Caring for Cattle

🕔Jan 31, 2011

My neighbour recently asked me to tend his cattle while he was away, and left a note with these basic instructions for me to follow:
“Cow herd needs to be fed 3 bales every 2-3 days. I try to have them clean up the previous feeding but try not to let them fast for more than 8 hours. Generally they are eating 8 or 9 bales every 7 days.”

As I did the chores as prescribed, I got to wondering how these simple words might be expressed by various writers we are familiar with.

In the Style of Rex Murphy.
Cattle. A hefty topic, full of bovine implications. Since the time-bound days of Joey Smallwood, fickle premier of what was then a sovereign state, bos bos forage consumption has been the topic of vast obfuscatory parliamentary perambulations through fens of faux-fauna discussions. Let me hasten to say that, like the now-defunct cod fishery, processing is key and for the hordes of bovines at Lemieux Creek, not to mention the thousands—nay millions—of methane-belching cattle across the prairies—that part of Canada that complained of alienation, but what do they know of alienation compared to a people who misapprehended the implications of their post-war decision. I repeat with redundancy a truism: cows need food. Put simply they need calendarly calculated cylindrical packages at the rate of one score minus six couples every time the sun makes its orbit two or three times. Cattle, being of a contemplative nature, are not averse to meditation, fasting, and rumination, but are not spiritually advanced to the point of foregoing sustenance much longer than one third of a sun’s circuit, or—as the pseudo-intellectual EU elite might have it— .33 of a jour. Cattle. Cod. Lemieux, like Miquelon, a French name may indicate the deeper transcendental relationship of mammal and pisces.

In the Style of Robert Frost.
Whose cattle these, I think I know
A haven there from rain or snow.
He will not mind me stopping here
While feeding cattle, moose, and deer.

My big black dog is puzzled now
A tractor—blue—and many cows?
He finds the corner, lifts a leg
The cows now bellow, calves will beg.

So bales I gather, two or three,
The cows, now fasting, rush to see.
They gather round the remnants left
On which they belch, and poop and pee.

The fields are lovely, white and clear
But I must hurry home with cheer
To Betsey, and to drink some beer;
To Betsey, and to drink some beer.

In the Style of Dylan Thomas
Lovely, long-lichen covered spruce sprays greet the dawn of Yates’ domain and I, I a peasant poor, with rag upon rumpled rag move forward down the curving drive, sensing rabbits running, grouse grumbling about the lack of buds, buds of birch and aspen, moose browsing—they not fussy, choosing fusty hay to feed their bumpy bodies which lurch like liners must seem to a small child. And bales of hay, green hay, sweet with silage smells, and sometimes tobacco, I gather them up, not like as in days of childhood, when sleds slid the food to hordes of hungry Welsh ponies, but with tractors, dragons in disguise, that bring the feed to fickle cows, who break their fast with belching, warm and sweet, and bellows of hunger. Twice or thrice I make the small journey, with magpies quarrelling, ravens talking ravenese, chickadees stuck in their intimate rut of sound, twice or thrice a week, entering the silent still world of the rural countryside in a haze of happiness. And then home, home in a trice, to wood-stove warmth, smooth words flowing from the paper and caressing my ear, my eye, my very self…all in the glow of a joy not found much anymore, anywhere.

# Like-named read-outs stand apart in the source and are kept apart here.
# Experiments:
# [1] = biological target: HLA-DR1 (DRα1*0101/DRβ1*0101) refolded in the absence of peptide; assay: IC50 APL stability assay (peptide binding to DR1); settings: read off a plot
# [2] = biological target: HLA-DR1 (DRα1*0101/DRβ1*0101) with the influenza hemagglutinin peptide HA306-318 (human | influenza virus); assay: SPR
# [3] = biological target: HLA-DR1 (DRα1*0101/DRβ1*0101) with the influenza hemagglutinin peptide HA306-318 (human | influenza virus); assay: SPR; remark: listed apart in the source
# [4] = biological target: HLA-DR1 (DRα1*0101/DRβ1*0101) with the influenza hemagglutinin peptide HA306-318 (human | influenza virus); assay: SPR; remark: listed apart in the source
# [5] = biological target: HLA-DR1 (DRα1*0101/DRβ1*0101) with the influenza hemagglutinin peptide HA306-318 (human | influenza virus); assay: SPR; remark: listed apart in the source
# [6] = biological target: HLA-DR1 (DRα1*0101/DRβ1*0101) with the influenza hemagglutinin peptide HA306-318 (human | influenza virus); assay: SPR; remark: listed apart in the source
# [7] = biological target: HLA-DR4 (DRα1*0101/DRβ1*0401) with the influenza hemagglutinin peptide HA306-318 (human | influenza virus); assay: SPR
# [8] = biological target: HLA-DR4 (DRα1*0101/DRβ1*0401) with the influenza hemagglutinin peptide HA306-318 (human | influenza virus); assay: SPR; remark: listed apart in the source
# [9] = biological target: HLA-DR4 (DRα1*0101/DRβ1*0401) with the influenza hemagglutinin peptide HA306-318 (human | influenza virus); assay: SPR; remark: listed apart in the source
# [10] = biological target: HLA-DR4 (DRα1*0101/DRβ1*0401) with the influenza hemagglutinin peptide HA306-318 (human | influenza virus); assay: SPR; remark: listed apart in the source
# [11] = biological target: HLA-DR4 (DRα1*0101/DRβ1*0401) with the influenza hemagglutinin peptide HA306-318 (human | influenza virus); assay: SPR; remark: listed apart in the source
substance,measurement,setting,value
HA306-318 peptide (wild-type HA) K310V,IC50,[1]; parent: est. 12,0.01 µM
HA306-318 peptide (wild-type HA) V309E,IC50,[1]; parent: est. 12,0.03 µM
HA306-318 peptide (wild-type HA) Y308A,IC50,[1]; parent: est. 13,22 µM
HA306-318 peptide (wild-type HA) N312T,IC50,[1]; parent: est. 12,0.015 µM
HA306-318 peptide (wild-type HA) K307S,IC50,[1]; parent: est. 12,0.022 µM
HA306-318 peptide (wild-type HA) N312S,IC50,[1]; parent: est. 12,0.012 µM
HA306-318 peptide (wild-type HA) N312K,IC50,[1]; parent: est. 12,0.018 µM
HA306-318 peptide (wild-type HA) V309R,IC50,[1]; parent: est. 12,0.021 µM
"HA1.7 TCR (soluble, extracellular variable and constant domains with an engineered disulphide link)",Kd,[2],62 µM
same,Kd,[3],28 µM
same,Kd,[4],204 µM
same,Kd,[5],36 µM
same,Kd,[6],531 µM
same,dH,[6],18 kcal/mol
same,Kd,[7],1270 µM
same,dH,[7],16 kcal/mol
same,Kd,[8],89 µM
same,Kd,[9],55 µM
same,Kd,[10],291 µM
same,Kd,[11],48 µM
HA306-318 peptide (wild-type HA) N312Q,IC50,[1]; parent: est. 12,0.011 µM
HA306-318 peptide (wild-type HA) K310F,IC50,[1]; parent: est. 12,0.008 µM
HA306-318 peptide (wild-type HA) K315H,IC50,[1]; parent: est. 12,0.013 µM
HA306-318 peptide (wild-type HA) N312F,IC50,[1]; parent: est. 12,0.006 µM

In the Style of Ernest Hemingway
If you want to enjoy life, feed cows. Drive the car, the 1992 Cavalier. Hit the bump at the end of the driveway. The snow is dirty there. Dirty and stiff. The driveway winds, the spruces loom, then disappear. The banks of snow are low. Not much this year. Start the tractor. Turn the key. Wait. Start. Pick up the green bale. The white-plastic-covered bale. The bale from the hayshed. Feed the cows. Every two days or every three days. The cows, black, dun, smooth and curly will like the fast. You will like the job. It’s a pleasure not many enjoy.

In the Style of T.S. Eliot
Cows, cattle, in time
time of cattle, kine
black, black , no bright
dun, pale, winter’s gloom

Cows fast, no feasting
here, in time’s kingdom,
certain end comes
but for the time being
feed the few
bound-bales in
twos and threes
forcing fasts
for bovine doomed

Oh, for Zeus,
or Persephone
or even Io: a world
of Bosphorus and unseen
gods in the ordinary

Cows, cattle, in time
time short, days short
life left with
only glimmers
of glory